Photos from Cyclone Vardha in Chennai South

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Most roads including arterial Arcot Road seen here near Palmgrove were cut-off due to fallen trees during the crosssing of Cyclone Vardha

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Entrance to Josier Street, Nungambakkam blocked by a fallen tree

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Fallen trees on Arcot Road

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Vehicles had to use one half of the road outside Palmgrove Hotel. Remarkably Uber, Ola and Utoo operated services in the peak of the storm

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A fallen barrier of the Chennai Metro Rail, at LIC station point

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Chennai Metro barriers on Anna Salai, outside LIC

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What you see from a car window at noon, Anna Salai outside Buharis, with fallen tree blocking North-bound half

Impact of Cyclone Varadha

At Tarapore Towers corner, a blurred view of a deserted Anna Salai.

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Chennai Metro does a disservice to pedestrians at Alandur

I found it both shocking and amusing that Chennai Metro Rail (CMRL) has done little to make it easy for commuters at the Alandur station. As the following series of photos will show, suppose you arrive by a bus from the South to go to Koyambedu CMBT, it is impossible to cross the GST Road outside Alandur Station without taking a detour to the South for 300 metres, and use the old subway, that was built before the Metro was completed, and have a brief tussle with the traffic.

There is no clear path to the crossing point, and I am sure after dusk, it is poorly lit. The commuter has to struggle to find the way with no pointers to the subway either in the station or outside.

Older adults, children and the disabled are better-off not trying this crossing.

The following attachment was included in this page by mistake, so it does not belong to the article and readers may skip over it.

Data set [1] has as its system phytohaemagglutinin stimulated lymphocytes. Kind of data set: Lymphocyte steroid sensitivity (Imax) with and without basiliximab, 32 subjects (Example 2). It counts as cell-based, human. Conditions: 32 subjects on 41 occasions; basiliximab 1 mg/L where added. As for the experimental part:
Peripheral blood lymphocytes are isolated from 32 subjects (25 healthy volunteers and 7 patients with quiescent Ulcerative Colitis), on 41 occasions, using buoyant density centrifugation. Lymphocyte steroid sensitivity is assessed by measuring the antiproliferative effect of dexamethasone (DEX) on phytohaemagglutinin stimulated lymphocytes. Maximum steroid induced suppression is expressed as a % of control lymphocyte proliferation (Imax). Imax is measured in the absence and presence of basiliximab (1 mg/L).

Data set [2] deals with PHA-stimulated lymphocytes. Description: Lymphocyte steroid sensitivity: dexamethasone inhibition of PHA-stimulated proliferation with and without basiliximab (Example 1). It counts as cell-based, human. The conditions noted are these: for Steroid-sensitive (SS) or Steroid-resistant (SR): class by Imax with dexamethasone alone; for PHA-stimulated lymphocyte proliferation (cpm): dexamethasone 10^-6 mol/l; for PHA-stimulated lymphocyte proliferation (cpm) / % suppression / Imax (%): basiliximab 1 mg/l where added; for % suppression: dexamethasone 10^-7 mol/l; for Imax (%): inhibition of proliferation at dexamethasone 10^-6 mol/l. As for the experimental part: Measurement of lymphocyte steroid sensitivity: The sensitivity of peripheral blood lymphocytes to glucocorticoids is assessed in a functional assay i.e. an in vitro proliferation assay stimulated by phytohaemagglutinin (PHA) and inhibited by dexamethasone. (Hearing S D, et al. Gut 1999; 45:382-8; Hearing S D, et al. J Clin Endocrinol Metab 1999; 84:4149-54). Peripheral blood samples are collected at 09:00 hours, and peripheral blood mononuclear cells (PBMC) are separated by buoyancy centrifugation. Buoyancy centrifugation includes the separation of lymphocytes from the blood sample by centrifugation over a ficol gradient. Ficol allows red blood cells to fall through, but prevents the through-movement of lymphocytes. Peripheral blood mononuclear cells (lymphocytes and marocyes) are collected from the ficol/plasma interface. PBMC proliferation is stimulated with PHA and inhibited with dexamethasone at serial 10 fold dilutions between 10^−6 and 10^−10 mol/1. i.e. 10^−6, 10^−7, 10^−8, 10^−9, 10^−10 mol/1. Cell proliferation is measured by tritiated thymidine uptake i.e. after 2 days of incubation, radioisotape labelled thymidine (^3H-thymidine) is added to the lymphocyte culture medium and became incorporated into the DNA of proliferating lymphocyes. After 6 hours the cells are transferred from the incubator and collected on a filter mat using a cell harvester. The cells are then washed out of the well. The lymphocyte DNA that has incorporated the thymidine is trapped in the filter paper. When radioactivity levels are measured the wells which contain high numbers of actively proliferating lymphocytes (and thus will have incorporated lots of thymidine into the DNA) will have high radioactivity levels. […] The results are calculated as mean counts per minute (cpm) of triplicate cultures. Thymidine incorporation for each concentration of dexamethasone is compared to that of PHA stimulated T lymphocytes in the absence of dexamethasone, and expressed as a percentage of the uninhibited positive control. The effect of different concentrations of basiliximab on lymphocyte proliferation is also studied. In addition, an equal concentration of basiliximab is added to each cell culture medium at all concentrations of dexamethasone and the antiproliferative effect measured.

CMRL has no pointing boards at Alandur Station to this subway

The road south from the Alandur Metro Station leading to the subway (in background). Photos: G. Ananthakrishnan

Note that there is no designated path to the subway, just walk through the traffic to the subway in the rear, centre.

At the subway exit, the GST road appears leading North, about 100 metres from the Alandur Metro station.

At the subway entrance, the GST road is seen leading South, about 200 metres from the Alandur Metro station.

The subway plaque at right has the names of DMK leaders inscribed, making it all but certain that it will be ignored when the rival party is in power.

The view to the North: the subway leads to the footpath opposite the CMRL Alandur station. Photo: G. Ananthakrishnan

The view to the North: the subway leads to the footpath opposite the CMRL Alandur station. Photo: G. Ananthakrishnan

All public buildings are supposed to be friendly to the disabled according to a G.O. issued by the present AIADMK government, but this subway is not.

Closer to the rank of bus stops, the Chennai Metro Alandur station appears at right. Things could have been much simpler with a street-level crossing for pedestrians. Photo: G. Ananthakrishnan

Closer to the rank of bus stops, the Chennai Metro Alandur station appears at right. Things could have been much simpler with a street-level crossing for pedestrians. Photo: G. Ananthakrishnan

And, here is a panoramic view of the Alandur Metro station with the bus bays on the opposite side, separated by a granite road divider.

Alandur Station of Chennai Metro Rail LImited

Panoramic view of Alandur Chennai Metro Station on the right, the paver-block footpath outside, the GST Road and bus bays Northbound on the opposite side. No way to cross this point without walking some 300 metres.

While CMRL is trying to fix various things, it could look at these issues: Here is a tweet on how the autorickshaws are in no mood to ply by meter outside the Alandur station. You can see a couple of them waiting in the panorama picture. With some feeder bus competition, this situation could be avoided.

On the same topic, my own tweet shows that there is no easy bus link between Metro at Alandur and the Tambaram-Beach suburban railway at St. Thomas Mount. The tweet makes it clear that you have to depend on a public bus that runs once in 15 minutes, going by Google’s tracking of Chennai MTC operations.

Tamil Nadu’s capital city fares poorly on walking indices. Things may be improving, but too slowly. Read this piece for context.

MTC has not attended any meeting of Transport Regulatory Authority

It is now confirmed that the Metropolitan Transport Corporation has not attended a single meeting of the Transport Regulatory Authority for Chennai. This information is available in reply to a Right To Information petition. “MTC has not attended in the meeting of a newly formed Transport Regulatory Authority in Chennai during 2008-2010” says the Appellate Authority. The DMK government and its partner the Congress should be ashamed about deceiving the people of the city. With such a record, one can imagine the fate of the costly Chennai Metro, if indeed it comes to fruition as planned.